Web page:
One of the top wide receivers of the 2014 class will no longer be pursuing playing time as a wide receiver.
Drake Harris will tryout at cornerback.
During an injury plagued high school career at Grand Rapids Christian, Harris recorded over 2,000 receiving yards and led his team to a state title his junior year. Unfortunately, he missed the entirety of his senior year due to a string of hamstring injuries.
These nagging injuries followed Harris to Ann Arbor, where he compiled only eight catches for 50 yards during the 2015 and 2016 campaigns combined. These injuries never really let the Grand Rapids native get his footing among talented wideouts such as Amarah Darboh and Jehu Chesson. This perpetual, injury induced fall down the depth chart continued into 2017, where Harris did not participate in the spring game and team trip to Rome.
Compounding his struggles is the addition of two extremely talented recruiting classes in 2016 and 2017. Sophomores Kekoa Crawford and Eddie McDoom are expected to contribute immediately this year, alongside junior Maurice Ways. While the 2016 class was impressive, the incoming 2017 wide receiver group blows that class out of the water.
Incoming freshman Donovan Peoples-Jones, Tarik Black, Oliver Martin, and Nico Collins have an average 94.86 (out of 100) recruit ranking on 247 sports, and all were four stars or above. This could very well be one of the Wolverines best wide receiver classes to ever come through Ann Arbor. Black and Peoples-Jones have already enrolled and participated in spring practice, where Black stood out and played like a starter.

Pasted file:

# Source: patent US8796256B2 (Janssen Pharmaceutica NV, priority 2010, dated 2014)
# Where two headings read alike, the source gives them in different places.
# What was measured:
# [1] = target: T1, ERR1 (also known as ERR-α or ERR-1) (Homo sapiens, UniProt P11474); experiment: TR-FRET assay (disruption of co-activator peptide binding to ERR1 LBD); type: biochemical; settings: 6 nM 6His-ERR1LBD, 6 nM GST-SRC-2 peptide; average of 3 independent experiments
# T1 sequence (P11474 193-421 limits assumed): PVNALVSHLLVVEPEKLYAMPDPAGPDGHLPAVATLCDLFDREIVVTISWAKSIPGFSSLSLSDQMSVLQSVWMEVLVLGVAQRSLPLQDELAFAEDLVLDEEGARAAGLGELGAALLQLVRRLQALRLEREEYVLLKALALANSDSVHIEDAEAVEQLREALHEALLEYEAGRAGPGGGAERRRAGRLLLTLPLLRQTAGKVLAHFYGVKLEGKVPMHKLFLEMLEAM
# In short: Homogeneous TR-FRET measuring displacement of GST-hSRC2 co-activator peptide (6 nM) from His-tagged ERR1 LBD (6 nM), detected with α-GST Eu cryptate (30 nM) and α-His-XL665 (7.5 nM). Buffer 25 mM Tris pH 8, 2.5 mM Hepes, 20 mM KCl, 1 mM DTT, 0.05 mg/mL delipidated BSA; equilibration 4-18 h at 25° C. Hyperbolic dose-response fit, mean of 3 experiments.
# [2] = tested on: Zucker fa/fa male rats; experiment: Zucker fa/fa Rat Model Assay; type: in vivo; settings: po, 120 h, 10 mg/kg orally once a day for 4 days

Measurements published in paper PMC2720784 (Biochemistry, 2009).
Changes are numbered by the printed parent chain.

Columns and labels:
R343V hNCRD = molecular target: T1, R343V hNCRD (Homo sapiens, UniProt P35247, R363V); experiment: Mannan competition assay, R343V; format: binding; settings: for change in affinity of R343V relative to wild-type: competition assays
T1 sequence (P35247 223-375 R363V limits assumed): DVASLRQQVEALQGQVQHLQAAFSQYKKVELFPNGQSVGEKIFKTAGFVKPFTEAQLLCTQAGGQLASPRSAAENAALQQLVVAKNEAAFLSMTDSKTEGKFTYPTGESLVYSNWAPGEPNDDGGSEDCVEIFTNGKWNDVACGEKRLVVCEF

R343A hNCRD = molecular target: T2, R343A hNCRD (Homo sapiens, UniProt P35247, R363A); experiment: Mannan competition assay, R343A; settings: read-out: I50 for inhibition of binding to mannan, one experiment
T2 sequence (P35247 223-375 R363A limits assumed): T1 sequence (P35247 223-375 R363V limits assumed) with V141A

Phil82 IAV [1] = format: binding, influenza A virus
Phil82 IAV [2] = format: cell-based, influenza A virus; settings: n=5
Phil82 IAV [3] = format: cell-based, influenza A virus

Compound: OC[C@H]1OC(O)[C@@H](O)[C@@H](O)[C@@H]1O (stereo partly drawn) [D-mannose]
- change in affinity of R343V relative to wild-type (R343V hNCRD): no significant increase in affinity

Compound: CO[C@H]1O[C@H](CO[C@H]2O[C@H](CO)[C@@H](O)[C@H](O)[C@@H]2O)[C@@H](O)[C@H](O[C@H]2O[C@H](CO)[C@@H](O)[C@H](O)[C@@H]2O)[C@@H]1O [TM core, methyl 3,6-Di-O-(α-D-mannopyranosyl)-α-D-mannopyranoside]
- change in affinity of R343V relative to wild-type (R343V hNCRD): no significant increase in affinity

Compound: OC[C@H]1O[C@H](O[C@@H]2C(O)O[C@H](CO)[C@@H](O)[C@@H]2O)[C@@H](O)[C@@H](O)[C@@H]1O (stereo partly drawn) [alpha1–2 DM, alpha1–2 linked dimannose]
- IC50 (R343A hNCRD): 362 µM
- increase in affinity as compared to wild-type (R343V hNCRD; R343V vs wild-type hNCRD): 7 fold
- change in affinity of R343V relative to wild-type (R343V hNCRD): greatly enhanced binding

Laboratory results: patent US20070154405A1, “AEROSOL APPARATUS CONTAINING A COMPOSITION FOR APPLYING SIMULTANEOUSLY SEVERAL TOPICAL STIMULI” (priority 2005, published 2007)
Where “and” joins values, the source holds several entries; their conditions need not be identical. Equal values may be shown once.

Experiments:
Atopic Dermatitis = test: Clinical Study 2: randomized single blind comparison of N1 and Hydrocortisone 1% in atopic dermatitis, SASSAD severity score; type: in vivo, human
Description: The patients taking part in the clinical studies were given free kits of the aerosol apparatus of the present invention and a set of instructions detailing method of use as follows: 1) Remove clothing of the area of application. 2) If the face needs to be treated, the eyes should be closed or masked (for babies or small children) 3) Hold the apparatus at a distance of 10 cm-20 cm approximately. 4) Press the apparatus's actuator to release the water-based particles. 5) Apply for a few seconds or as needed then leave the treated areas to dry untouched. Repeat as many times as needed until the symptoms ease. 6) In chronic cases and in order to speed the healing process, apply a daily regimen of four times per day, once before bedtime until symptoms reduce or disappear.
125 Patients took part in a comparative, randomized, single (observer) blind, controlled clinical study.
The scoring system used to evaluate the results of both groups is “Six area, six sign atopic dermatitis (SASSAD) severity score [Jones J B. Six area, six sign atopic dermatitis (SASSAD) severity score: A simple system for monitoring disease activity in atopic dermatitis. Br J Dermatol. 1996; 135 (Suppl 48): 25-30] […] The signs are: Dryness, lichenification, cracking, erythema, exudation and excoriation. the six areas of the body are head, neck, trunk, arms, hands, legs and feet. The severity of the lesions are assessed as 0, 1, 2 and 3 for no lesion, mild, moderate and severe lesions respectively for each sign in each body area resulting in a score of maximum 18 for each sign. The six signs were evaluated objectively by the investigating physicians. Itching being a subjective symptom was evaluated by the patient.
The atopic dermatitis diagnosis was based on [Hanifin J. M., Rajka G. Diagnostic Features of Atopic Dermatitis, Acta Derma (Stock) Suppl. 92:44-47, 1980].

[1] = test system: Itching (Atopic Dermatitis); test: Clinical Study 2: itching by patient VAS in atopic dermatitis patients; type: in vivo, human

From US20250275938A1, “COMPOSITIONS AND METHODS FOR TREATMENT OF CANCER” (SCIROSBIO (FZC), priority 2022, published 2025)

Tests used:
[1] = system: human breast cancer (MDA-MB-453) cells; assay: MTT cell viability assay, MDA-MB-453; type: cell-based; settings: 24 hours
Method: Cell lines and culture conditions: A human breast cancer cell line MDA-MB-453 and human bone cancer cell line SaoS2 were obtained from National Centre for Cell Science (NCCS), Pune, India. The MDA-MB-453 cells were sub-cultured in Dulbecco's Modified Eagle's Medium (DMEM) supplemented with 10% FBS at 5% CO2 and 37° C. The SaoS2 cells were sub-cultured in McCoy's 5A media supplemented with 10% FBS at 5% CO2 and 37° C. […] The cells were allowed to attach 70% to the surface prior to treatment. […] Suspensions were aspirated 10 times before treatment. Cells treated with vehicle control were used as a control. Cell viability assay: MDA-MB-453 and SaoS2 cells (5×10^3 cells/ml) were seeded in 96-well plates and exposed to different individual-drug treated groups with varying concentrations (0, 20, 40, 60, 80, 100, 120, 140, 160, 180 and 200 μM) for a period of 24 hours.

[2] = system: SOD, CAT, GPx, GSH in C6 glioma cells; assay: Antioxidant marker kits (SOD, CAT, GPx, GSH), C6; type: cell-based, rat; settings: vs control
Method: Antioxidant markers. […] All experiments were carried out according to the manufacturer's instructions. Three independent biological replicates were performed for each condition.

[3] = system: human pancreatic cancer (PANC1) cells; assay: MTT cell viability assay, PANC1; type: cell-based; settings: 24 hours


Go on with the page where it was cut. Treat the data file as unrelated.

These talented young group of wide receivers will most likely usurp the spot Harris was finally hoping to claim this fall, and ultimately he will have much less competition among a group of young, unproven cornerbacks.
The group of cornerbacks Harris will fight for starting minutes alongside include Lavert Hill, David Long, Keith Washington, Ambry Thomas, Ben St-Juste and Brandon Watson.
Washington, a third year sophomore, had a promising spring game in which he almost completely neutralized freak athlete Donovan Peoples-Jones. In addition, both Hill and Long were highly touted four star recruits coming out of high school, and are expected to contribute on the field in the upcoming season.
While there is no glaring weak spot on Michigan Football’s roster for Harris to fill, the cornerback position certainty seems the most promising location for Harris to make an immediate impact. The transition from wide receiver to cornerback is sometimes fairly natural, with the ball skills and quickness required for this position translating somewhat easily.
A troubled transition from high school to college football, paired with the his injury history, has made the majority of Harris’s young career a disappointment. However, he has a chance to turn over a new leaf and start fresh at cornerback.
Here’s to hoping he can maximize the opportunity.
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